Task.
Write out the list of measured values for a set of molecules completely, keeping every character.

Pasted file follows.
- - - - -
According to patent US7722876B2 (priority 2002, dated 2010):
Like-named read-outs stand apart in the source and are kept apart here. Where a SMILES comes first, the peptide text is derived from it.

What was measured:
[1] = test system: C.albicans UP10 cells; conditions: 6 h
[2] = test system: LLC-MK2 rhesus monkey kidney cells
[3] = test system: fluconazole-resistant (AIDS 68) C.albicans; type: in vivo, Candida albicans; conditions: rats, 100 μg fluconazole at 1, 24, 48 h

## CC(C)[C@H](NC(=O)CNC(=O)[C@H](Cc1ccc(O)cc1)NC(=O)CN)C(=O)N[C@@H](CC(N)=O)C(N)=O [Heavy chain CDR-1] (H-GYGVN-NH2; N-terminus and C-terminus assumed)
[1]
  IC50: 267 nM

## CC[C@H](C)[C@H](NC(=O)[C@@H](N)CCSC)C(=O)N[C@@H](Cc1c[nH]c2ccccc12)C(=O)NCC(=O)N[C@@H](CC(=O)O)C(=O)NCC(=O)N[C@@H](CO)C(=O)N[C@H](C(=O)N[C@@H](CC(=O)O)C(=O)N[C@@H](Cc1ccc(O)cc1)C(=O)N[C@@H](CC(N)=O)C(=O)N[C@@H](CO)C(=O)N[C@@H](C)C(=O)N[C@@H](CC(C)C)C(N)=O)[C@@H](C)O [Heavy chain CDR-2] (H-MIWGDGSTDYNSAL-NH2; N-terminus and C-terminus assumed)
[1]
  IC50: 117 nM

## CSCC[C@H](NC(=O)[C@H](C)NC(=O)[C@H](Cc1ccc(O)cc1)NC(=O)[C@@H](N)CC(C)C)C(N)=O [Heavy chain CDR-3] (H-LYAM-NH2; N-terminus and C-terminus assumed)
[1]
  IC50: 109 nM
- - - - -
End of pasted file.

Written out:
According to patent US7722876B2 (priority 2002, dated 2010):
Like-named read-outs stand apart in the source and are kept apart here. Where a SMILES comes first, the peptide text is derived from it.

What was measured:
[1] = test system: C.albicans UP10 cells; conditions: 6 h
[2] = test system: LLC-MK2 rhesus monkey kidney cells
[3] = test system: fluconazole-resistant (AIDS 68) C.albicans; type: in vivo, Candida albicans; conditions: rats, 100 μg fluconazole at 1, 24, 48 h

## CC(C)[C@H](NC(=O)CNC(=O)[C@H](Cc1ccc(O)cc1)NC(=O)CN)C(=O)N[C@@H](CC(N)=O)C(N)=O [Heavy chain CDR-1] (H-GYGVN-NH2; N-terminus and C-terminus assumed)
[1]
  IC50: 267 nM

## CC[C@H](C)[C@H](NC(=O)[C@@H](N)CCSC)C(=O)N[C@@H](Cc1c[nH]c2ccccc12)C(=O)NCC(=O)N[C@@H](CC(=O)O)C(=O)NCC(=O)N[C@@H](CO)C(=O)N[C@H](C(=O)N[C@@H](CC(=O)O)C(=O)N[C@@H](Cc1ccc(O)cc1)C(=O)N[C@@H](CC(N)=O)C(=O)N[C@@H](CO)C(=O)N[C@@H](C)C(=O)N[C@@H](CC(C)C)C(N)=O)[C@@H](C)O [Heavy chain CDR-2] (H-MIWGDGSTDYNSAL-NH2; N-terminus and C-terminus assumed)
[1]
  IC50: 117 nM

## CSCC[C@H](NC(=O)[C@H](C)NC(=O)[C@H](Cc1ccc(O)cc1)NC(=O)[C@@H](N)CC(C)C)C(N)=O [Heavy chain CDR-3] (H-LYAM-NH2; N-terminus and C-terminus assumed)
[1]
  IC50: 109 nM